Tuesday, February 7, 2012

NASCAR Association With The WWE Is Not Such A Bad Thing

NASCAR got some television time Monday night when 2011 Sprint Cup Series runner-up Carl Edwards made an appearance on the WWE's Monday Night Raw. 

On a segment taped prior to last week's Raw event, Edwards was shown asking WWE Superstar John Cena to be the honorary started of this year's Daytona 500.

Some in the industry feel that any association with professional wrestling is a bad move and potentially damages the reputation of the sport, even going as far as to say it was "never a good thing."

While some may fear aligning too closely with the WWE could bring into question the legitimacy of NASCAR, they fail to see the larger picture, the similarities between the two industries and a potential to grow the fan base.  

Is is truly such a bad thing if the WWE and NASCAR have a business-to-business relationship?
Of course the WWE is staged and ultimately decided prior to the event. NASCAR is in no way either of those things. Sure, there are questionable calls here and there, controversy from time to time, but few in their right mind can honestly say they believe NASCAR is rigged.

If it was, do you think Dale Earnhardt Jr. would have just one win since leaving Dale Earnhardt Inc.? 

What the critics fail to realize is both industries are built around the personalities of their stars, and the devotion of the fans. NASCAR is a team effort, but ultimately the driver is the star. Once fans find their favorite driver, they're typically a fan for life. Much is the same when it comes to the WWE.

When drivers are introduced each week, fans rise to either cheer for their favorite or jeer the guy they do not like. WWE Superstars are treated with in the same manner, for most you either love them or hate them. Bristol Motor Speedway has even taken this similarity a step further, hosting driver introductions much like WWE stars are introduced. Does, "Kyle Busch is an ass!" ring a bell?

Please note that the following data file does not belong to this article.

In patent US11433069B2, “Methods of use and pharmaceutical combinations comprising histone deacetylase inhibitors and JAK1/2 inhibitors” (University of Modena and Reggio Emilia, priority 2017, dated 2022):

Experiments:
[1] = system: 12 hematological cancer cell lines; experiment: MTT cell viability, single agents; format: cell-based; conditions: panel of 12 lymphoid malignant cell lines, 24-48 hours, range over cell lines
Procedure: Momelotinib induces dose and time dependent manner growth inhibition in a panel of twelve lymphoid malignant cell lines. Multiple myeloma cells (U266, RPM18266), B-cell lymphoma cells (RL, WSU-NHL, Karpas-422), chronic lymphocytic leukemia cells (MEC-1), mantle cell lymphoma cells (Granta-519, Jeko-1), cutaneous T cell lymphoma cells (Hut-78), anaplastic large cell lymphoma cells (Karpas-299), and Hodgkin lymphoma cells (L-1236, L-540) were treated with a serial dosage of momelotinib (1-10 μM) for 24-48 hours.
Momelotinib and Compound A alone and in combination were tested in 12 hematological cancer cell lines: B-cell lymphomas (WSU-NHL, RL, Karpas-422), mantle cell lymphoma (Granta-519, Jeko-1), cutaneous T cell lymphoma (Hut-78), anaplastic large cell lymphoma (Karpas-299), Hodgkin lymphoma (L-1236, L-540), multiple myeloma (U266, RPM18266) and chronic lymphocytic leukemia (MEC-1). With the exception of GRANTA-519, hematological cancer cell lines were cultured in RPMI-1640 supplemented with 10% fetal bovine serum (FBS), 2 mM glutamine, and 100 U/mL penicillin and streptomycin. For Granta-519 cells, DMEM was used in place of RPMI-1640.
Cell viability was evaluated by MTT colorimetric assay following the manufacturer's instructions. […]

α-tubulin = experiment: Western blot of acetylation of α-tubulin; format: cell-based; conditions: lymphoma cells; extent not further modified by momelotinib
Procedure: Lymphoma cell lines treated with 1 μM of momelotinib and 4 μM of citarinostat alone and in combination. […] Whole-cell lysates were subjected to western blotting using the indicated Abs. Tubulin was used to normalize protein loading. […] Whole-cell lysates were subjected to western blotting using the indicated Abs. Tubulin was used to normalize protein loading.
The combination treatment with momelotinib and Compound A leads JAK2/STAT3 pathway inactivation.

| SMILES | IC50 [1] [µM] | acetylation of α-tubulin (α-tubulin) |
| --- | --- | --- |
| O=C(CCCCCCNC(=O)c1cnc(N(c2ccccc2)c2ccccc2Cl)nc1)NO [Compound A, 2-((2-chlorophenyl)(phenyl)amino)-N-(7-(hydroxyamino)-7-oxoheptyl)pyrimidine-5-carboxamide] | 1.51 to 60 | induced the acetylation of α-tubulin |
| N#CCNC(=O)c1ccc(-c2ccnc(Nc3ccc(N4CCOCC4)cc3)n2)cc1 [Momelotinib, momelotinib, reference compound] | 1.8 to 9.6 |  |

Perhaps more importantly, many of the WWE's loyal fan base falls into the ever important 18-34 male demographic - with 74 percent of the audience 21 years or older, according to Nielsen Media Research - each week broadcasting to an estimated 12 million fans.

The relationship is also one that has been going on for some time. Charlotte Motor Speedway has used wrestling icon Ric Flair to promote the Sprint All-Star Race, WWE stars such as Cena and Stone Cold Steve Austin have been to multiple NASCAR races, while Edwards and Joe Gibbs Racing teammates Kyle Busch and Joey Logano have all been guest hosts on Monday Night Raw.

When Edwards first hosted Monday Night Raw in 2010, it was just days before the season-opening Daytona 500. Burning donuts in the parking lot in his No. 99 Ford, the car drove into the arena - packed full of potential or current fans - revved its engine and stopped as Edwards' was introduced. Instead, a midget wrestler named Hornswaggle in Edwards' garb climbed from the cockpit. 

With the crowd already drawn in by the car and the subsequent joke, Edwards was introduced by one of the WWE divas and walked to the ring by another set of girls. The Sprint Cup Series driver looked at home in the squared circle, jumping to the turnbuckles to salute the fans, then climbing atop the ropes and pulling off his signature back flip. 

Taking the mic, Edwards quickly won over the crowd and promoted the upcoming Daytona 500. 

Fast-forward to Monday night, and Edwards was once again making an appearance on Raw, again doing donuts in the parking lot. This time, it was really Edwards who climbed from his car and met his friend, and  WWE Superstar, John Cena. 

"This is huge," Edwards said. "I am honored to come here on behalf of NASCAR and everyone at the Daytone 500 to invite you, John Cena, to be the honorary starter, to wave the green flag for the 54th running of the Daytona 500 on February 26."

"I'm starting the race?" Cena said. "Yes, I'll definitely be there." 

With Edwards, a "familiar sight" to the WWE fans, inviting one of the industry's biggest stars "on behalf of NASCAR" to be the honorary starter to the season's biggest race, the potential for crossover fans flipping on the broadcast of the race is probably pretty high, even if it is just to see their favorite wrestler wave the green flag. 

Those same WWE fans, who may have never seen a race in their life, may stay tuned in to watch Edwards and the rest of the 42 drivers throughout the course of the race. 

Now would that be such a bad thing?

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